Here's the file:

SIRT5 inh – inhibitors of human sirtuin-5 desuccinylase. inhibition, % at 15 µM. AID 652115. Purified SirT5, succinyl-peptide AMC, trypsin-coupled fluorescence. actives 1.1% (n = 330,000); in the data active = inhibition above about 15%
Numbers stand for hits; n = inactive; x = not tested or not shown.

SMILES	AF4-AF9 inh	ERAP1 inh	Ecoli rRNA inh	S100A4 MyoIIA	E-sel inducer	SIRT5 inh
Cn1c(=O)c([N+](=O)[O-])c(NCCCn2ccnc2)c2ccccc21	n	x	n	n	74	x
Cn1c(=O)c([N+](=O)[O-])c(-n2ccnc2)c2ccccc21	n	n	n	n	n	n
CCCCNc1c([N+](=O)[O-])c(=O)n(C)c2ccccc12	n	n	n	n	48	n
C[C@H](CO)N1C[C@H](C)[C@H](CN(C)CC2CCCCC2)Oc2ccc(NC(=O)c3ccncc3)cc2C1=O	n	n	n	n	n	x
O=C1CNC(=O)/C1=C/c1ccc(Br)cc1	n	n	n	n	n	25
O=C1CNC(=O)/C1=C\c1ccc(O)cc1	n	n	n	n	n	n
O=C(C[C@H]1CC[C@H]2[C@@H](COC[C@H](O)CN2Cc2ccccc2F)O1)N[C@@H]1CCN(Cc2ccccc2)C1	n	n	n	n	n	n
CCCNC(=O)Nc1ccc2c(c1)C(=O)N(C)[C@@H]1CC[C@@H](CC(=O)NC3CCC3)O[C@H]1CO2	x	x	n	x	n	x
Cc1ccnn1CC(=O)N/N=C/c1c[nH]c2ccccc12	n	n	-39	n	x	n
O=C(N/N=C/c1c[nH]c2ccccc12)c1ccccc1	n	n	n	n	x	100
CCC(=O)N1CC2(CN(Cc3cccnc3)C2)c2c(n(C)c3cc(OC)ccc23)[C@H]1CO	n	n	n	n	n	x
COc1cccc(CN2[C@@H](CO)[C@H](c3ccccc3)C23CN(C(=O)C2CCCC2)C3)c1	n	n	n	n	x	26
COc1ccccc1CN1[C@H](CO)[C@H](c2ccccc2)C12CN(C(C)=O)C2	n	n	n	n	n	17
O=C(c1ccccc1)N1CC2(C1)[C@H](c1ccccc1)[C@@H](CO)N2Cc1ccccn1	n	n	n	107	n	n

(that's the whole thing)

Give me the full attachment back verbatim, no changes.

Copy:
SIRT5 inh – inhibitors of human sirtuin-5 desuccinylase. inhibition, % at 15 µM. AID 652115. Purified SirT5, succinyl-peptide AMC, trypsin-coupled fluorescence. actives 1.1% (n = 330,000); in the data active = inhibition above about 15%
Numbers stand for hits; n = inactive; x = not tested or not shown.

SMILES	AF4-AF9 inh	ERAP1 inh	Ecoli rRNA inh	S100A4 MyoIIA	E-sel inducer	SIRT5 inh
Cn1c(=O)c([N+](=O)[O-])c(NCCCn2ccnc2)c2ccccc21	n	x	n	n	74	x
Cn1c(=O)c([N+](=O)[O-])c(-n2ccnc2)c2ccccc21	n	n	n	n	n	n
CCCCNc1c([N+](=O)[O-])c(=O)n(C)c2ccccc12	n	n	n	n	48	n
C[C@H](CO)N1C[C@H](C)[C@H](CN(C)CC2CCCCC2)Oc2ccc(NC(=O)c3ccncc3)cc2C1=O	n	n	n	n	n	x
O=C1CNC(=O)/C1=C/c1ccc(Br)cc1	n	n	n	n	n	25
O=C1CNC(=O)/C1=C\c1ccc(O)cc1	n	n	n	n	n	n
O=C(C[C@H]1CC[C@H]2[C@@H](COC[C@H](O)CN2Cc2ccccc2F)O1)N[C@@H]1CCN(Cc2ccccc2)C1	n	n	n	n	n	n
CCCNC(=O)Nc1ccc2c(c1)C(=O)N(C)[C@@H]1CC[C@@H](CC(=O)NC3CCC3)O[C@H]1CO2	x	x	n	x	n	x
Cc1ccnn1CC(=O)N/N=C/c1c[nH]c2ccccc12	n	n	-39	n	x	n
O=C(N/N=C/c1c[nH]c2ccccc12)c1ccccc1	n	n	n	n	x	100
CCC(=O)N1CC2(CN(Cc3cccnc3)C2)c2c(n(C)c3cc(OC)ccc23)[C@H]1CO	n	n	n	n	n	x
COc1cccc(CN2[C@@H](CO)[C@H](c3ccccc3)C23CN(C(=O)C2CCCC2)C3)c1	n	n	n	n	x	26
COc1ccccc1CN1[C@H](CO)[C@H](c2ccccc2)C12CN(C(C)=O)C2	n	n	n	n	n	17
O=C(c1ccccc1)N1CC2(C1)[C@H](c1ccccc1)[C@@H](CO)N2Cc1ccccn1	n	n	n	107	n	n